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Last week, I wrote a pretty ranty piece about the promotion of anime and manga outside of Japan. Get ready to enjoy or cry.
I think it’s best that we just continue to promote them in our own way and make small yet meaningful impacts. Free! fandom, "Attack on Titan" fandom, even if Japan may not be aware of your efforts, you have people’s hearts by creating communities for the better.
Anything is better than zero.
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You ever think about how your otaku lifestyle can be a direct result of how your parents behaved back then? What if your father’s history had a role to all this? What if you never knew until later in your life?
As most of you readers may know, I have a history of depression. I’ve been fighting depression for as long as I have been diagnosed with it. For a while, I thought there was no family history of depression. My mother often told doctors that there was no genetic inheritance. A few years ago, however, I learned more about my father and his battle with himself.
My father was tired of work and wanted to retire badly. He was complaining non-stop. I learned he had self-esteem issues in the past because of how his father treated him. His father always yelled at him for the littlest things. My mom told me that my dad was a lazy bum with little tact and self-confidence. She told me that if she never fell in love with him, who knows what would have happened. That’s when I understood why I have depression in the first place.
So why did my mom fall in love with him? I think maybe it’s because he really wanted to change. My dad tried to secretly escape China to Hong Kong via ship once. He was too late to get on-board, but he jumped into the water regardless and swam as hard as he could before authorities arrested him. My dad went to jail for a few months and was treated like crap. He even got his eye hit by the end of a rifle once.
Although I find it easier to talk to my mom, my dad reminds me of myself a lot. I often get told that I look like him too. He is a very big kid at heart. My dad is almost always about having fun and making jokes with people. He loves playing with and talking to kids. I may not be great at the kids’ department, but with friends, I am like him. My mom jokes that she has to take care of three kids sometimes.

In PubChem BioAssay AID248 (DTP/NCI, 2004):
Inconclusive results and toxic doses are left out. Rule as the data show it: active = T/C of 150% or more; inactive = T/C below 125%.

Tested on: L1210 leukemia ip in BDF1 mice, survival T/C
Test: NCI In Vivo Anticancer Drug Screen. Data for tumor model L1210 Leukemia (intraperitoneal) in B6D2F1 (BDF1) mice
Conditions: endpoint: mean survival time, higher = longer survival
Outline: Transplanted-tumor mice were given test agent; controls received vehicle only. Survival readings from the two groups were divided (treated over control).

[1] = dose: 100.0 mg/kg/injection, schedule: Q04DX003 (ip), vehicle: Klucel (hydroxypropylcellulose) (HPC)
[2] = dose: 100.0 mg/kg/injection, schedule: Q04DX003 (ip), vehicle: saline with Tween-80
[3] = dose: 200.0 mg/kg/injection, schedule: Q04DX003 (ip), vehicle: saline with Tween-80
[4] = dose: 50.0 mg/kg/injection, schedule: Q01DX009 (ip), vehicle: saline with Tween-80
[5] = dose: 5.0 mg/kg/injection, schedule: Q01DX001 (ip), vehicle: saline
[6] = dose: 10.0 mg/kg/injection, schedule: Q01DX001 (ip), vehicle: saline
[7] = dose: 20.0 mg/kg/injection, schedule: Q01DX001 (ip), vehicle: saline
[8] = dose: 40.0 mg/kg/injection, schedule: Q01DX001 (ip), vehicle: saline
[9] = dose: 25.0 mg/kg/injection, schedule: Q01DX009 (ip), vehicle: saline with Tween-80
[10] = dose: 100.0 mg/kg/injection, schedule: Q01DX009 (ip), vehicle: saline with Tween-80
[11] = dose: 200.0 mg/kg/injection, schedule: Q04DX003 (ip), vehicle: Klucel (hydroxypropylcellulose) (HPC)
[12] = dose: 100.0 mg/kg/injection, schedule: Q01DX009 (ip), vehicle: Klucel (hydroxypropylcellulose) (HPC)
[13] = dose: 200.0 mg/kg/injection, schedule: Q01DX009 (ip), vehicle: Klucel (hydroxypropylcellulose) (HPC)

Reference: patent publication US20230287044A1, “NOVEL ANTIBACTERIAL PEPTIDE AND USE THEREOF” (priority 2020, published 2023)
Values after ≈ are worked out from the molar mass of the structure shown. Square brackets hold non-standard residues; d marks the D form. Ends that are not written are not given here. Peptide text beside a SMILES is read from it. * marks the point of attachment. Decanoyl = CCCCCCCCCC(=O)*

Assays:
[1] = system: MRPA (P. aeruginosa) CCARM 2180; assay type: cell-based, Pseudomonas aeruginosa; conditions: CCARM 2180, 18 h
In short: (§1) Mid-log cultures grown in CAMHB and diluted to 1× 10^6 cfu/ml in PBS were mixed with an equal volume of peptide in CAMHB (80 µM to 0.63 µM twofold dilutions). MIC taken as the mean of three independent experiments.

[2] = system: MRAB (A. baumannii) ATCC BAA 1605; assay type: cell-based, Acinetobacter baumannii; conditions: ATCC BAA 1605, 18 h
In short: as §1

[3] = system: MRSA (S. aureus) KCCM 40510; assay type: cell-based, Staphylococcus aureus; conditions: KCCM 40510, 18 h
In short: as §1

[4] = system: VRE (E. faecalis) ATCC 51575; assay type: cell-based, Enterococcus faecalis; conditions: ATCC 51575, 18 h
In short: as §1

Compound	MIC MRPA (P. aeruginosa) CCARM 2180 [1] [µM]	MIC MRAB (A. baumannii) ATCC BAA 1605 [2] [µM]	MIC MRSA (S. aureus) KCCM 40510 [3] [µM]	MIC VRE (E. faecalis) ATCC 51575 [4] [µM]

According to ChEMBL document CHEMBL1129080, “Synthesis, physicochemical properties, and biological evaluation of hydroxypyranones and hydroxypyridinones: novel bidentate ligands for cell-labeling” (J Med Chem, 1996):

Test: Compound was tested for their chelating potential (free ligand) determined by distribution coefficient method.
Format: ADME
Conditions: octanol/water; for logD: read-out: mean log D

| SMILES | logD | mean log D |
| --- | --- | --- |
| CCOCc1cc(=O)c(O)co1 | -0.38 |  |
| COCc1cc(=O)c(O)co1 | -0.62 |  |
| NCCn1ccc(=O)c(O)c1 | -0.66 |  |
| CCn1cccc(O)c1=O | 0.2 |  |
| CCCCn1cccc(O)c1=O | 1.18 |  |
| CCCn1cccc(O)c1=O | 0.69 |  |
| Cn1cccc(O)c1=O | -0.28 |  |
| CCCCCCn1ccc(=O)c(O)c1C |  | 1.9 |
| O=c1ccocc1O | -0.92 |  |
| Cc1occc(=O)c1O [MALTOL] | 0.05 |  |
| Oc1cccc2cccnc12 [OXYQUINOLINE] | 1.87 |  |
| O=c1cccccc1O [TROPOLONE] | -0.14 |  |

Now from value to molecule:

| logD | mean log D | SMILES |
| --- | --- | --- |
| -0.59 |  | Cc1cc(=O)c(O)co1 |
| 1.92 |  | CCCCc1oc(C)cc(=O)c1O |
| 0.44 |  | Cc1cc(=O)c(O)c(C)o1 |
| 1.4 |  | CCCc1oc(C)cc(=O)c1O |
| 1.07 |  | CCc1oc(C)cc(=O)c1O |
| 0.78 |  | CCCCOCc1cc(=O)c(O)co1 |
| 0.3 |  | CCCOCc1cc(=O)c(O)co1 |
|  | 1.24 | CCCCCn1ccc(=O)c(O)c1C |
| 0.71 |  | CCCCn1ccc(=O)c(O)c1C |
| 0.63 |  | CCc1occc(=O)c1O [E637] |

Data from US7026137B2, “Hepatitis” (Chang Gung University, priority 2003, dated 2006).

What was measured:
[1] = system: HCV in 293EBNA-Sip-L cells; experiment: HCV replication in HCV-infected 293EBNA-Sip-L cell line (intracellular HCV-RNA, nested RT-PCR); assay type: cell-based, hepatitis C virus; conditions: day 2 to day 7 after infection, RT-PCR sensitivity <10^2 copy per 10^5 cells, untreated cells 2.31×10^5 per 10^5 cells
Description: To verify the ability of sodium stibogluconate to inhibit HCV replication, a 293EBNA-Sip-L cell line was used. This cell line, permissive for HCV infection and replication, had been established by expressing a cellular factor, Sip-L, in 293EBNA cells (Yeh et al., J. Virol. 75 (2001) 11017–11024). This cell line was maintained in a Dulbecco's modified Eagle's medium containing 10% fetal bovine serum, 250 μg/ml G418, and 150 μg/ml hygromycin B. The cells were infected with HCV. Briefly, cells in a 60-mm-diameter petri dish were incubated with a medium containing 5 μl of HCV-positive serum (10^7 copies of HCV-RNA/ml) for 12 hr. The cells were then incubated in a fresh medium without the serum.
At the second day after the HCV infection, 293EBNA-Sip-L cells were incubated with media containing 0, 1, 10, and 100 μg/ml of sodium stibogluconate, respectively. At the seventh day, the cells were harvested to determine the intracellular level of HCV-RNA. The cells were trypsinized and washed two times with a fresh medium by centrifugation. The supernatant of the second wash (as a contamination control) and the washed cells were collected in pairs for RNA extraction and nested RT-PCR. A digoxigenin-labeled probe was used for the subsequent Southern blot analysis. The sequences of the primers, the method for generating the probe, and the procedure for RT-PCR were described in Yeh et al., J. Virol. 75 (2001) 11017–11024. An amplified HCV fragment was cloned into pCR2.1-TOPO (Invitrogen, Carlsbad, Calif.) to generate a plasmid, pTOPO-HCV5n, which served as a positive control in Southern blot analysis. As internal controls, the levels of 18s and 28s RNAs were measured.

He was funny, angry, sad and kind. The best thing about my dad is that he was always there to play with my sister and I when we were kids. It’s sad how so many fathers are not there for their kids because they’re either off doing dumb stuff or in jail.
This is him now.
Guess this explains why I’ve become more eccentric than ever. Sometimes I wonder what if my father was an otaku. He actually watched Initial D with me when I was younger. Oh no, is this the main reason why yaoi has been slowly corrupting my brain? OYAAAAAAAAJIIIIIIIIIIIIIIIIII!!!!!!!!!!!
When people say that children do take after their parents, you better believe there is some truth to this statement. My love of Japanese pop culture is a result of my father being young at heart.
As someone once told me, grow up, but don’t grow old.
Happy Father’s Day all!
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For many anime/manga fans, Japanese video games, most especially role-playing games, are also a big part of their love of Japanese pop culture. In what was one of the biggest shockers of the 2013 Electronic Entertainment Expo, Square Enix unleashed trailers for two games fans all over the world have been craving for so many years. The re-branded Final Fantasy Versus XIII, now officially christened as Final Fantasy XV, and Kingdom Hearts III literally made the internet explode with glee. Or more importantly, the screams of the rising subgroup that is the fujoshi.
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Hey, I snagged myself a famous bimajo. Bimajos are pretty hot these days, right?
It’s interesting to see Japan finally find older women attractive when the rest of the world saw the light a long while ago. Yu Asakawa looks AMAZING for her age.
Getting past the looks, I think we need more people like Yu Asakawa to help build strong anime/manga communities outside of Japan. She is very passionate about otaku culture. Her continued desire to speak English says a lot about her commitment to the fans.
You can follow Yu Asakawa on Twitter at @Julia320.
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